Bentley is the next to lose his lens to the thugs, despite the valiant fight put up by his butler to protect it. Captain Marvel retrieves the lens, hands it back to the battling butler then flies off to offer aid to Fisher. But Fisher is being threatened by The Scorpion in person and, while trying to help Marvel fight off the arch-villain, he shot dead.
A little while later, Betty redeems herself a little ... kidnapped by the Scorpion's goons, the hapless secretary is dragged before hooded menace, who demands her cooperation. Far from being fazed, Betty wrests a gun from one of the goons and shoots The Scorpion in the hand. Though they leave Betty in yet another deathtrap, she is rescued by Captain Marvel. By this point in the serial, I was expecting Betty to start rescuing Captain Marvel. And surely the wounded hand will uncover The Scorpion's identity at the next meeting ...
Billy produces a paper he's faked up and asks each of the Expedition to sign it. The only one with a bandaged hand is Dr Lang. While Betty keeps Lang busy after the meeting, Billy disguises himself as Lang and takes the scientist's car to search his house for incriminating evidence.
|Chapter 8: Billy, in his unconvincing Lang disguise, is cornered in a garage by two of The Scorpion's followers. They clock him and leave him to be gassed by carbon monoxide fumes. Luckily Captain Marvel is invulnerable.|
In the following chapter, Lang and Billy are snatched by Scorpion goons and the Doctor is dragged before ... The Scorpion! Who doesn't have a bandaged hand! What a cheat! The evil mastermind puts Lang in a torture cage to make him more cooperative and not surprisingly Lang gives up the combination to his safe. Meanwhile, in the basement, Billy has Shazamed and is putting the strongarm on a thug to reveal where Lang is. In the scuffle, Marvel bats the thug's gun away, which hits a wall and goes off, killing the thug.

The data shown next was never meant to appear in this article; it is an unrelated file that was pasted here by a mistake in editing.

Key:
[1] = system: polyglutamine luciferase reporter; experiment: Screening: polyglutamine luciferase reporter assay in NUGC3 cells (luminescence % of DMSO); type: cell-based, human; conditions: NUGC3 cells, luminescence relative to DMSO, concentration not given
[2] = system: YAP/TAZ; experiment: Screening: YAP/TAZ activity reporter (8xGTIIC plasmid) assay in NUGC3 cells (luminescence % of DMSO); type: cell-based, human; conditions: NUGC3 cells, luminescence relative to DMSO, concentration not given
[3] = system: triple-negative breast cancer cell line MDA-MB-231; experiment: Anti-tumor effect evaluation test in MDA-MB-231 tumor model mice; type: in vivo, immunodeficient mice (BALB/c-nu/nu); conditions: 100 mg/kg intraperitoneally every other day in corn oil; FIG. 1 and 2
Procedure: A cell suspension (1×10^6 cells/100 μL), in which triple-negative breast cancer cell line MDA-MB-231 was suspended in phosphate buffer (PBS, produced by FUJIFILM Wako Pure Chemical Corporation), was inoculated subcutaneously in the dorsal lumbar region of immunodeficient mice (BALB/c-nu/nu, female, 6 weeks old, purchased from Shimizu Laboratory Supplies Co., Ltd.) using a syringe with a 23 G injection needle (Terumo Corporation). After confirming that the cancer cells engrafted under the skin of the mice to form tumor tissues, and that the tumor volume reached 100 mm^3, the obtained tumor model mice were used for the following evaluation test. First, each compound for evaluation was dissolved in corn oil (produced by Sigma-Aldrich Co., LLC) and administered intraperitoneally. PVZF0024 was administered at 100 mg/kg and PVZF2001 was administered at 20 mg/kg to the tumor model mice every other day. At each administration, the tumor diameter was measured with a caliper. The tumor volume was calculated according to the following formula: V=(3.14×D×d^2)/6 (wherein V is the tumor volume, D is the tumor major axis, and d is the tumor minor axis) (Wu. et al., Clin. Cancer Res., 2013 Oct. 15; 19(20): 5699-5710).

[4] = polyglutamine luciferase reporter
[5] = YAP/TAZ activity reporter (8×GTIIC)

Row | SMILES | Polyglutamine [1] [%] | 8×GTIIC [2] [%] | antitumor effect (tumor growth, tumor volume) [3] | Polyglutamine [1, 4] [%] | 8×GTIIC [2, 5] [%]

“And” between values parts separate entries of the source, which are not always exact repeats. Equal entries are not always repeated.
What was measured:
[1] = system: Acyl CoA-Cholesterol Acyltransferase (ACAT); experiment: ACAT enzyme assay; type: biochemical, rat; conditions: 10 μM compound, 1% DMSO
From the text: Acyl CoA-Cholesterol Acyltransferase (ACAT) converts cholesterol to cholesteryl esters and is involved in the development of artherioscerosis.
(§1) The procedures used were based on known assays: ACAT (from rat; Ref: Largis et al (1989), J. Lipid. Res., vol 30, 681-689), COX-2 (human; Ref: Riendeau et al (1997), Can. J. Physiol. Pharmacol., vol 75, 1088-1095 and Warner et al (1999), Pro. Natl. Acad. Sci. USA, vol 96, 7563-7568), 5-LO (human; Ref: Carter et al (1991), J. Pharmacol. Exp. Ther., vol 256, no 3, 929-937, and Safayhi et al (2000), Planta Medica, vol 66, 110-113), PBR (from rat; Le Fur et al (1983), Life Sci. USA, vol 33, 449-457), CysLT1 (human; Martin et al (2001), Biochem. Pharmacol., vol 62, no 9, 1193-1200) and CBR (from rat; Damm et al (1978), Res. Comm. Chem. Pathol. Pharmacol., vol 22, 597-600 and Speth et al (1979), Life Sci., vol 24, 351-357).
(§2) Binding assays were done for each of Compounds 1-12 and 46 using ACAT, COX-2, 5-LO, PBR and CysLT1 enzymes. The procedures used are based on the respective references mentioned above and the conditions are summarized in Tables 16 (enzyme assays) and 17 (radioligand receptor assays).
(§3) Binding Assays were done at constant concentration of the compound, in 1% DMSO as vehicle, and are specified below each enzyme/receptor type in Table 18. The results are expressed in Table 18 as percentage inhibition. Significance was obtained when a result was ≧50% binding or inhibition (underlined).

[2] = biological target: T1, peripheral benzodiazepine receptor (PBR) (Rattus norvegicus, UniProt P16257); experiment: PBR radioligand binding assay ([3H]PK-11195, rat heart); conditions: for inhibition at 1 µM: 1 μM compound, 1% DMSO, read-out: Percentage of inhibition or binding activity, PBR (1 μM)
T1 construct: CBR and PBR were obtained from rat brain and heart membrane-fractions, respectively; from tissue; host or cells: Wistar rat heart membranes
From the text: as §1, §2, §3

|Chapter 9: No point in shooting him, you'll just make him angry. Scorpion thugs never learn. This one thinks he'll get the better of Marvel with a gun. But he ends up shot in the back by his own weapon. And Marvel displays not a hint of remorse.|
Captain Marvel gives chase through some secret tunnels under the house, and at one point, the baddie loses his mask (though we don't see his face). Cunningly, the Scorpion doubles back to the house to retrieve the Golden Scorpion and Lang sees him unmasked. "So you're The Scorpion," he gasps, before the evil mastermind plugs him with a .38 bullet and escapes.
|Chapter 9: Callously shot by The Scorpion for being the only witness who can identify him, Dr Lang manages to gasp out a warning to Captain Marvel. His mission: save Betty.|
Barnett and two of his thugs show up and knock our intrepid heroes out and set about opening the safe themselves. One thug falls victim to the Tommy guns, but Barnett dodges and reaches into the safe to pull out ... a map of Siam. Lang never brought the lens back to the States, Barnett realises. It's still in the Temple.
|Chapter 10: Bentley and Tal Chotali look like they want to eat the map at the final meeting of the surviving members of the Expedition. Only Malcom doesn't seem that bothered. Could he be The Scorpion?|
As luck would have it, the steamer they're travelling on runs into some bad weather and is driven onto some rocks off the coast of Siam. While everyone is lining up for evacuation, Betty claims to have left something in her room. In her cabin, Betty grabs her handbag from a cabinet as The Scorpion creeps up behind her and clonks her over the head with his gun butt. Why is never made clear.
|Chapter 10: So important is Betty's handbag to her that she risks almost certain death to go below decks on a sinking ship to get it. As it goes, the sinking ship is the least of her worries as hooded villain The Scorpion is waiting for her.|